Re: poly: canonical texts

From: Michael Nielsen <>
Date: Tue Jun 15 1999 - 00:13:30 PDT

On Mon, 14 Jun 1999, Robin Hanson wrote:

> At 02:47 AM 6/14/99 -0700, you wrote:
> >What are the canonical texts which define a subject area? Having a
> >structured list of such texts would be of great use to those interested in
> >self-education, and could form part of the core of any good library.
> The way I find this out is to browse through the textbook section of
> a local university bookstore.
> With that in mind, here's a simple
> idea for a web business: Create a place where folks can find out what
> texts big name universities are using for various courses. Maybe call
> it YouU, and market it toward the self-education crowd.

I like your idea. Here's a few critical comments:

> That is, a user types in some keywords, and gets a sorted list of
> related course names, paired with textbook titles. Textbook
> titles are linked directly to a web bookstore where you can buy them,
> and priority on the list might be given to "top" schools.
> Alternatively, the site might collect courses which are "the same"
> under a single label, and give users stats on which books are how
> popular.

A difficulty with popularity ratings is that they tell you how popular a
book is, but not why it is popular. Typically, I am much more interested
in the latter than I am in the former.

One solution to this problem is to offer reviews of books in
the list. However, credibility is a major issue. A major failing of's reader reviews is that they (usually) lack
credibility, as I have little basis on which to judge the author of the

Ideally, brief opinions of a book by fair but opinionated experts will
be available. If the quality of the reviews can be kept uniformly high by
a suitably strong editorial hand, then that will build trust on the part
of users of the site.

A major additional difficulty is getting a global view. One difficulty
with book reviews is that they typically only focus on one or a few books.
Using University Courses as the basis for recommendations may assist in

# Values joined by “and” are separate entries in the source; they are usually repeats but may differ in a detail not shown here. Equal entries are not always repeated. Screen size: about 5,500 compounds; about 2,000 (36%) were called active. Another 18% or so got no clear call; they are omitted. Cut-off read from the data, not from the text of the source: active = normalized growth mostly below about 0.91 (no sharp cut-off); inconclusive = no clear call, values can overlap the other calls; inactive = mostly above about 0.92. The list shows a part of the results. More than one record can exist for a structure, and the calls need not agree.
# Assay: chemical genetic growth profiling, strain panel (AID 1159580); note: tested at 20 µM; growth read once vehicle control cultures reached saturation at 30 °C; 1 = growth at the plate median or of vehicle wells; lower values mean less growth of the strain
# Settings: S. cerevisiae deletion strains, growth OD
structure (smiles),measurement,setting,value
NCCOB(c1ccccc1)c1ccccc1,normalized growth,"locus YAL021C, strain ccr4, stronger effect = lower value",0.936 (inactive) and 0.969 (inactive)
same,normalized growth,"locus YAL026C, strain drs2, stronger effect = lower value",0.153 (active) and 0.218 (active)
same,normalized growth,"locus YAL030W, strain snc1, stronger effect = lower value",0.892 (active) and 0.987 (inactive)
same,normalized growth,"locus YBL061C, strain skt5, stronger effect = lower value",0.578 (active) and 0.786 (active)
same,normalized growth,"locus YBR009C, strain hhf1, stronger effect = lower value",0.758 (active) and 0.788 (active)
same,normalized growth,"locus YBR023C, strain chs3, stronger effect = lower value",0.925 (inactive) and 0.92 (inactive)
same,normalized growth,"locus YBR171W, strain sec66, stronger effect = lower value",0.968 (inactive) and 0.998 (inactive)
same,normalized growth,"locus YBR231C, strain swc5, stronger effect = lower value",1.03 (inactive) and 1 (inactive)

structuring reading, but there are typically gaps in a University's course
offerings that must be remedied through private reading.

> The income from the site would come from bookstores like
> paying for people forwarded to their site.

Advertising revenues are another possibility.

> And the expenses would
> mainly be finding out what texts are being used in different
> schools. A network of student assistants at the schools, paid in
> textbook discounts, might get you enough info.

Indeed, web searching may provide a substantial amount of info also.

I've been considering some parallel ideas for a website, along a slightly
different track.

Harold Bloom's book "The Western Canon" inspired a lot of thoughts about
how such a site should be structured. TWC is an exceptionally
opinionated book by an intelligent and well-informed critic. Even if one
is not familiar with the works of all the authors Bloom regards as
central to the Canon, one comes away with strong feelings about their

Bloom's work succeeds in part because of its global nature; he
examines the works of not one but many many writers in
considerable depth, drawing useful comparisons between their
works, and giving you some feel for the order in which one ought
to be reading.

I'd certainly love to use an integrated website with competent and
in-depth reviews referencing related material, telling potential readers
what preparatory material they need, what related subjects may be of
interest, and how the book compares with other books of a similar nature.

(Rather like a souped-up University Course catalog, now that I think about

Finally, one last comment: the site should be _small_. I'll quickly read
several thousand books over the next 20 years, I'm sure. However, I will
only have time to read a few hundred books, at most, in depth. A
site claiming to be canonical should contain, in my opinion, no more
material than could be absorbed by a curious individual over their

Michael Nielsen
Ph: 626 395 8431 Email:
Fax: 626 793 9506 Web:
Received on Tue Jun 15 00:12:49 1999

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